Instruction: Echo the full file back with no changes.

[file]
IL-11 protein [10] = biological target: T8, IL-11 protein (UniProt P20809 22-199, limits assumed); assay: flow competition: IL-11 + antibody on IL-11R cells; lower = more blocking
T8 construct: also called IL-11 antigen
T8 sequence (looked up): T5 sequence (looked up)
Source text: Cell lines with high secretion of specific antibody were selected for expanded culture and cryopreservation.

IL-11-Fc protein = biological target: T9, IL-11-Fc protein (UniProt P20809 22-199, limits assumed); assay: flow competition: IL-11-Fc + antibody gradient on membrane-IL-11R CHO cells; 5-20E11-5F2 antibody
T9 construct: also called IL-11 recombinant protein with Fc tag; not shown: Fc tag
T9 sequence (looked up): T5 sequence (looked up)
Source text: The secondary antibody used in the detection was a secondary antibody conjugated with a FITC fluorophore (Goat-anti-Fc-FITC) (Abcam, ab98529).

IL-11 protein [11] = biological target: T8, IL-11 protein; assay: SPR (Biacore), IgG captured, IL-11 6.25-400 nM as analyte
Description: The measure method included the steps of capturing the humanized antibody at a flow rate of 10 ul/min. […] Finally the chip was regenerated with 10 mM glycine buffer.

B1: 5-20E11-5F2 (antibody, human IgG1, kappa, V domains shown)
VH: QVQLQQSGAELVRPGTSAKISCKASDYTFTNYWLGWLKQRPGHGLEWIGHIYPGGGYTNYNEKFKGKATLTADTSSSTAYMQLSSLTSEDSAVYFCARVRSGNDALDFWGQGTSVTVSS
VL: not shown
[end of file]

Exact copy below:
IL-11 protein [10] = biological target: T8, IL-11 protein (UniProt P20809 22-199, limits assumed); assay: flow competition: IL-11 + antibody on IL-11R cells; lower = more blocking
T8 construct: also called IL-11 antigen
T8 sequence (looked up): T5 sequence (looked up)
Source text: Cell lines with high secretion of specific antibody were selected for expanded culture and cryopreservation.

IL-11-Fc protein = biological target: T9, IL-11-Fc protein (UniProt P20809 22-199, limits assumed); assay: flow competition: IL-11-Fc + antibody gradient on membrane-IL-11R CHO cells; 5-20E11-5F2 antibody
T9 construct: also called IL-11 recombinant protein with Fc tag; not shown: Fc tag
T9 sequence (looked up): T5 sequence (looked up)
Source text: The secondary antibody used in the detection was a secondary antibody conjugated with a FITC fluorophore (Goat-anti-Fc-FITC) (Abcam, ab98529).

IL-11 protein [11] = biological target: T8, IL-11 protein; assay: SPR (Biacore), IgG captured, IL-11 6.25-400 nM as analyte
Description: The measure method included the steps of capturing the humanized antibody at a flow rate of 10 ul/min. […] Finally the chip was regenerated with 10 mM glycine buffer.

B1: 5-20E11-5F2 (antibody, human IgG1, kappa, V domains shown)
VH: QVQLQQSGAELVRPGTSAKISCKASDYTFTNYWLGWLKQRPGHGLEWIGHIYPGGGYTNYNEKFKGKATLTADTSSSTAYMQLSSLTSEDSAVYFCARVRSGNDALDFWGQGTSVTVSS
VL: not shown